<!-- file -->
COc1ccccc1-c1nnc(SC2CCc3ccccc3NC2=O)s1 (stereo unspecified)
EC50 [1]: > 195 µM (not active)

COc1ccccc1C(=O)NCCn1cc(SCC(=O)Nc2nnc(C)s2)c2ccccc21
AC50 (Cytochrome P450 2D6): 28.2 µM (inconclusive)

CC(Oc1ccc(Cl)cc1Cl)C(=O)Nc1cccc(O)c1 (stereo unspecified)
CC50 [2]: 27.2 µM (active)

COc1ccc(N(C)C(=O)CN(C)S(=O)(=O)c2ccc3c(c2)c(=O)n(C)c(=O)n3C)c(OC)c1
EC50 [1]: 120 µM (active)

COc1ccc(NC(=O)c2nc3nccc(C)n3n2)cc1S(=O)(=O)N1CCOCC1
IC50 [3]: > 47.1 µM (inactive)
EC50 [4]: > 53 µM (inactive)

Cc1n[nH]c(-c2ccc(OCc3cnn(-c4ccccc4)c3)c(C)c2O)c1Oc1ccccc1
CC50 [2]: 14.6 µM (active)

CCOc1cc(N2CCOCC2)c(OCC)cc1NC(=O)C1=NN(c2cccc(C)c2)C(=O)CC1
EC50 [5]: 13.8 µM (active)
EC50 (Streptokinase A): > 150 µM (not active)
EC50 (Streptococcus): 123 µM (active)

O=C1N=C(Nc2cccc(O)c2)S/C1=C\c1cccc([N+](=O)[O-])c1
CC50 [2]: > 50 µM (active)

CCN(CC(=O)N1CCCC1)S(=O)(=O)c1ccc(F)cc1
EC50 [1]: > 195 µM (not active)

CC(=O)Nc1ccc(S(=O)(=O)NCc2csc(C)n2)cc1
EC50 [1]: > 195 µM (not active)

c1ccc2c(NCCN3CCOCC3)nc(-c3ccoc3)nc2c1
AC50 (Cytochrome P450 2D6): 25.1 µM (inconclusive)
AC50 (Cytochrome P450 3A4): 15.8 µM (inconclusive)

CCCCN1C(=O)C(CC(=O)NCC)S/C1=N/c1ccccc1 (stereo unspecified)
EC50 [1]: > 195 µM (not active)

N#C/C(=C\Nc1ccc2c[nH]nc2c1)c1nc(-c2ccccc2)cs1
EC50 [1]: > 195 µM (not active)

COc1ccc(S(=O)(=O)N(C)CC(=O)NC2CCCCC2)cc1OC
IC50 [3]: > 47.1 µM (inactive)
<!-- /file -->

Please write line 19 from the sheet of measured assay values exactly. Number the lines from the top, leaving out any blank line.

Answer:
CC50 [2]: > 50 µM (active)